In spite of the science fiction aspects (people can have multiple cybernetic parts, hover cars and spaceships abound), there are emperors, princesses and queens. The characters are roughly modeled after fairytale characters - Cinder(ella), Scarlett (little red riding hood), Wolf (the big bad) and others.

The worlds Meyer created hang together very well, setting the story in a place that is believable (we hates it when an author doesn't pay enough attention to the rules they've created for the world in which their story is set - I can spot the inconsistencies and it jars me out of what may otherwise be a wonderful story). My only regret is that the fourth novel in the series isn't due out until November (yes, I've preordered it).

Sometime soon I'll get up March and April's non-fiction posts...simply haven't had the kindle with me when I sit down at the computer (I many not remember non-fiction as readily as I remember fiction...)

Thursday, May 07, 2015

There is such a thing as too efficient

Sigh. I can't seem to catch a break on the outside stuff.

This Saturday I went a bit crazy and did all the ordering of plants to (finally, finally) finish up putting things in the front bed and the patio.

Two of the bushes planted last year are dead. Not mostly dead, but completely dead. For the three weeks after they were planted we had rain and more rain. What I didn't know was that the eaves' overhang was so deep, they essentially got no water during that (why should I water? It just keeps raining!) period.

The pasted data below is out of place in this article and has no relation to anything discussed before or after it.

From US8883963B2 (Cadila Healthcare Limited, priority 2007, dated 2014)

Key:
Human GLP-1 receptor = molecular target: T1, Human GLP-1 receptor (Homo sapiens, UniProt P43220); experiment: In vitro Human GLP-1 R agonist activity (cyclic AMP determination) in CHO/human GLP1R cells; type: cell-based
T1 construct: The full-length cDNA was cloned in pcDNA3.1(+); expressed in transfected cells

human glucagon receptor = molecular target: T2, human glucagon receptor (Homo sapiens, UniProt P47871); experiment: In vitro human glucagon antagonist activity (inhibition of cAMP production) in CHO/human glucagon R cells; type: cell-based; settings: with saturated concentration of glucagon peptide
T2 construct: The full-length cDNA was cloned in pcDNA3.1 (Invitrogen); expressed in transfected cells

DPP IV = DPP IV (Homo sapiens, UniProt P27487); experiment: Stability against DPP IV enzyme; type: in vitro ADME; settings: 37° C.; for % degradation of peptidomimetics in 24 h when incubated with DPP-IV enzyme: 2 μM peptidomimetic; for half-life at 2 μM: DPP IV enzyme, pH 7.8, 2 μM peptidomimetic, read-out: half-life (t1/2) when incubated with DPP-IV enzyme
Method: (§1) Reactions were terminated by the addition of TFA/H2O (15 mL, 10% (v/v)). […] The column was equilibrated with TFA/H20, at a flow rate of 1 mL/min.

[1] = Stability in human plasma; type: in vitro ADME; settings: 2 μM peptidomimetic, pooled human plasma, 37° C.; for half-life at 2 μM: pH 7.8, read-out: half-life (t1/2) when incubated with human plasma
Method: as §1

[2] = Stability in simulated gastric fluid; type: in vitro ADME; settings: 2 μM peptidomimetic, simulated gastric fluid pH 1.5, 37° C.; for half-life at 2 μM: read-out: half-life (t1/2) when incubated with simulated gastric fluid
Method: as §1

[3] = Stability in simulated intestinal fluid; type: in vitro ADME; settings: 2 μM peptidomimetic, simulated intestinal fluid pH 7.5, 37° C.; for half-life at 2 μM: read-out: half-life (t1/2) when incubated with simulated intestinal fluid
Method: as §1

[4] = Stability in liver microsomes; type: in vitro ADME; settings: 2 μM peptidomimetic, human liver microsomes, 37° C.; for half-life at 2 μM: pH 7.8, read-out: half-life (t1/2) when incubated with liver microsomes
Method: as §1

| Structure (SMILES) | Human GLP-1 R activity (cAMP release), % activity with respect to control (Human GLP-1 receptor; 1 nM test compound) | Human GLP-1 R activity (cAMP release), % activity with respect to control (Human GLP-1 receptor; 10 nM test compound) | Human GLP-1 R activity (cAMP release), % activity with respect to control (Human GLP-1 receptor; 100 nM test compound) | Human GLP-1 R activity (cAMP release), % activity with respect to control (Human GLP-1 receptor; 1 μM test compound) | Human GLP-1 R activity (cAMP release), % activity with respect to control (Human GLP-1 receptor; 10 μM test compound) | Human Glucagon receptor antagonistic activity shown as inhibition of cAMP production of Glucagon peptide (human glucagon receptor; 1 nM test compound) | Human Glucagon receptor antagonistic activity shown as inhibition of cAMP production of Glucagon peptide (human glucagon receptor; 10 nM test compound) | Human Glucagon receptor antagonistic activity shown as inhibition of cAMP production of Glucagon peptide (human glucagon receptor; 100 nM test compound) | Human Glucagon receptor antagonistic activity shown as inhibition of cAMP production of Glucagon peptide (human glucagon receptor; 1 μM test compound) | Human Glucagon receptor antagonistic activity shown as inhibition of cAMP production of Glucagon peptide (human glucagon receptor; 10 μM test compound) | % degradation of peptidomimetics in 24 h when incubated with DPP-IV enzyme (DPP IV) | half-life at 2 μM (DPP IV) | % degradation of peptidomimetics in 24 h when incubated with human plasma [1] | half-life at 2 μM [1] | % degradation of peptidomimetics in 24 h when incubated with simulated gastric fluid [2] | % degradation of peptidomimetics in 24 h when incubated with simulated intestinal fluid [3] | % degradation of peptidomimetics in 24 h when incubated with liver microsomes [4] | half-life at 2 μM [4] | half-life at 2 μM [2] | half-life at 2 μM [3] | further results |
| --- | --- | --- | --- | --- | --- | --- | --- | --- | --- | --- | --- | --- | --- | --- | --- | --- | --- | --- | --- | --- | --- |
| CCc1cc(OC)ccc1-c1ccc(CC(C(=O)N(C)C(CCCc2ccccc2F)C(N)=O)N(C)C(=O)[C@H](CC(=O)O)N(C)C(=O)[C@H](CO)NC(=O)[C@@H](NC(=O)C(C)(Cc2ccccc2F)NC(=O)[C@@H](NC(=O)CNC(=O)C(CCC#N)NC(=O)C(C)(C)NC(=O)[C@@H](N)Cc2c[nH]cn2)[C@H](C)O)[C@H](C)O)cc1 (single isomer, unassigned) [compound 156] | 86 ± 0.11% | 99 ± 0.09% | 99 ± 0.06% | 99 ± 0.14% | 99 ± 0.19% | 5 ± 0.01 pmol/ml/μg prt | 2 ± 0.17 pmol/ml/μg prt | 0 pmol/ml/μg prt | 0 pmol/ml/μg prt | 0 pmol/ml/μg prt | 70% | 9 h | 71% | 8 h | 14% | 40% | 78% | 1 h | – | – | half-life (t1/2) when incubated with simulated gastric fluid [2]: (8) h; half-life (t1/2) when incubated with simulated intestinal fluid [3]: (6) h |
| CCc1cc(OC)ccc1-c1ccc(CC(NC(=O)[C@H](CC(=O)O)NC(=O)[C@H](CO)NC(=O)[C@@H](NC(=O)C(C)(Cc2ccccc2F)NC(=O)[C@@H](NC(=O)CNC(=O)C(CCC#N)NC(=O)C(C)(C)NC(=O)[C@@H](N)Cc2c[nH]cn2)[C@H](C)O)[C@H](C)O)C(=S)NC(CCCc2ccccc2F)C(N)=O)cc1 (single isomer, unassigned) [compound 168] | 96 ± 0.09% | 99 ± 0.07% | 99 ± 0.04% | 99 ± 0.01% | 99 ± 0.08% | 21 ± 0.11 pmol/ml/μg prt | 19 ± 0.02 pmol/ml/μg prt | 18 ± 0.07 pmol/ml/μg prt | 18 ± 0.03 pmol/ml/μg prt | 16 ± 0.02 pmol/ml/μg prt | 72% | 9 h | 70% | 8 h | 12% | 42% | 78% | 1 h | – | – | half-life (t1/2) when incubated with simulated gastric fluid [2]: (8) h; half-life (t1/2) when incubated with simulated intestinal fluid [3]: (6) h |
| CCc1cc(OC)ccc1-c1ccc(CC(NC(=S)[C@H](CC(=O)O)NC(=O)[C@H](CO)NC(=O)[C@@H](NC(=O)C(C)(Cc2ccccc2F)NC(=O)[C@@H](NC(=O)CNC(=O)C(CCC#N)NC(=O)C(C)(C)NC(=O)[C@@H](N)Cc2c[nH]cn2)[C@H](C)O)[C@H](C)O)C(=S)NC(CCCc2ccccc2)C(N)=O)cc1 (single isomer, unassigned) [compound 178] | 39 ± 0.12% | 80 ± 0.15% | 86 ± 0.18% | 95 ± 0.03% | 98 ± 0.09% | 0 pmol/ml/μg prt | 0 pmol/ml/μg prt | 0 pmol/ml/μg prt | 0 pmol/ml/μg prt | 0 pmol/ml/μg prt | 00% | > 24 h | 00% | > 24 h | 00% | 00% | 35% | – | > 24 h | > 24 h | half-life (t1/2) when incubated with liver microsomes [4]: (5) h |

The third looks a bit tired, but at least it's more green than brown.

The hydrangea, after doing so well through the summer, decided that subzero temperatures for weeks on end during the winter were too much to endure, and it gave up the ghost.

At last, I 've come up with a final plan to fix things, and this year, unlike last summer's medication mixing induced near-coma, I have enough zip to follow through.

The plan:

Front bed - Replace the three Mr. Bowling Ball bushes, moving all three closer to the front of the bed (therefore more likely to catch any rain). To the left of the water spigot, plant a reblooming lilac bush, not just for the flowers, but for the leaves, which are nice looking on their own. Move the tall shepherd's hook to the right of the spigot, to be joined by the short hook that is currently in one of the urns on the patio. At some point I'll make a trip to the local garden center for a couple of small-to-medium sized hanging plants